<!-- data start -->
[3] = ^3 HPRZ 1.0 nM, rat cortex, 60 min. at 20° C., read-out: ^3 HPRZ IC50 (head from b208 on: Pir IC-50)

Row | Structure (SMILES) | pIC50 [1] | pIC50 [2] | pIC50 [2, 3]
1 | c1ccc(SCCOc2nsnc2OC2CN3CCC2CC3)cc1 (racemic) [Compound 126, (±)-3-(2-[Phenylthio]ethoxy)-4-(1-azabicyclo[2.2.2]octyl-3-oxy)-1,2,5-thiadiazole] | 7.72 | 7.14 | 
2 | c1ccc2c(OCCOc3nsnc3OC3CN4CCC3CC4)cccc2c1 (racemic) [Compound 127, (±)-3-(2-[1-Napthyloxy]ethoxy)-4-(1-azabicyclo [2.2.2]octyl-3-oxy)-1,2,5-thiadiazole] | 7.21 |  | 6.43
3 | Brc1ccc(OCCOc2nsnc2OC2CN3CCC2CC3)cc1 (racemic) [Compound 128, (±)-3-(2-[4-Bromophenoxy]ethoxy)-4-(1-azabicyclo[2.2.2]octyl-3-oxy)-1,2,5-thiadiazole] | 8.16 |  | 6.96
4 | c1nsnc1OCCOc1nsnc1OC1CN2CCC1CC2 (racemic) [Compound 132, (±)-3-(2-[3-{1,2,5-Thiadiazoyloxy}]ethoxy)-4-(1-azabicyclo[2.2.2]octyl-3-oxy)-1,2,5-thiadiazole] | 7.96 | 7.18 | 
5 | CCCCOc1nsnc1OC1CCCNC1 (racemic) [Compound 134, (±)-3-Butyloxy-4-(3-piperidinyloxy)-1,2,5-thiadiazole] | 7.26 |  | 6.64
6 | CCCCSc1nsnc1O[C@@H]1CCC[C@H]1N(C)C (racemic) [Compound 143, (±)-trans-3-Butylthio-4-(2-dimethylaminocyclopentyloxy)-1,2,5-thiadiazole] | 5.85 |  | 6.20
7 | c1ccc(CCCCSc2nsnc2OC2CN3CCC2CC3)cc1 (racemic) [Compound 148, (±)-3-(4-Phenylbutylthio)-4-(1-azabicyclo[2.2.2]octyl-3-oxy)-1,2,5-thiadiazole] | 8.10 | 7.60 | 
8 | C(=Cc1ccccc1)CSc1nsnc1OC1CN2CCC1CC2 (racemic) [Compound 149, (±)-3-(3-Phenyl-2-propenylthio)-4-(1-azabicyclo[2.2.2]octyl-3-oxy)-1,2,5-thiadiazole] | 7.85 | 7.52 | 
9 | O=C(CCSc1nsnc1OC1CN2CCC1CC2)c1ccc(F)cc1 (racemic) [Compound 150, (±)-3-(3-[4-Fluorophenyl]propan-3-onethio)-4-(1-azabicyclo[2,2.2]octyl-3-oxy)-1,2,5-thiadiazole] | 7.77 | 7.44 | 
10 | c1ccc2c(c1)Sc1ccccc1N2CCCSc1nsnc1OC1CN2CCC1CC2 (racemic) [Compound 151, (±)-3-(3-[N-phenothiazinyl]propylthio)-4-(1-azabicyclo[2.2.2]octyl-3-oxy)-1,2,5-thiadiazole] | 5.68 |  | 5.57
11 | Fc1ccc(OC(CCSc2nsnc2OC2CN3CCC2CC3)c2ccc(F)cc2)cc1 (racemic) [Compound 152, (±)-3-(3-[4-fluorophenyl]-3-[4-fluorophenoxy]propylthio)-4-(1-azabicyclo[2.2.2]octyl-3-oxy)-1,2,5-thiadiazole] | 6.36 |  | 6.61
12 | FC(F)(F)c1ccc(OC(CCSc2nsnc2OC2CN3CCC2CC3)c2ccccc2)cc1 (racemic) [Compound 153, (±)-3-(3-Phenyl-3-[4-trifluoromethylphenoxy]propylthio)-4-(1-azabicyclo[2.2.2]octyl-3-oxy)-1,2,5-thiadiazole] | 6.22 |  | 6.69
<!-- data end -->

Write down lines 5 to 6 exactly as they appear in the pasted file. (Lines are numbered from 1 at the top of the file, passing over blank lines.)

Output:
3 | Brc1ccc(OCCOc2nsnc2OC2CN3CCC2CC3)cc1 (racemic) [Compound 128, (±)-3-(2-[4-Bromophenoxy]ethoxy)-4-(1-azabicyclo[2.2.2]octyl-3-oxy)-1,2,5-thiadiazole] | 8.16 |  | 6.96
4 | c1nsnc1OCCOc1nsnc1OC1CN2CCC1CC2 (racemic) [Compound 132, (±)-3-(2-[3-{1,2,5-Thiadiazoyloxy}]ethoxy)-4-(1-azabicyclo[2.2.2]octyl-3-oxy)-1,2,5-thiadiazole] | 7.96 | 7.18 | 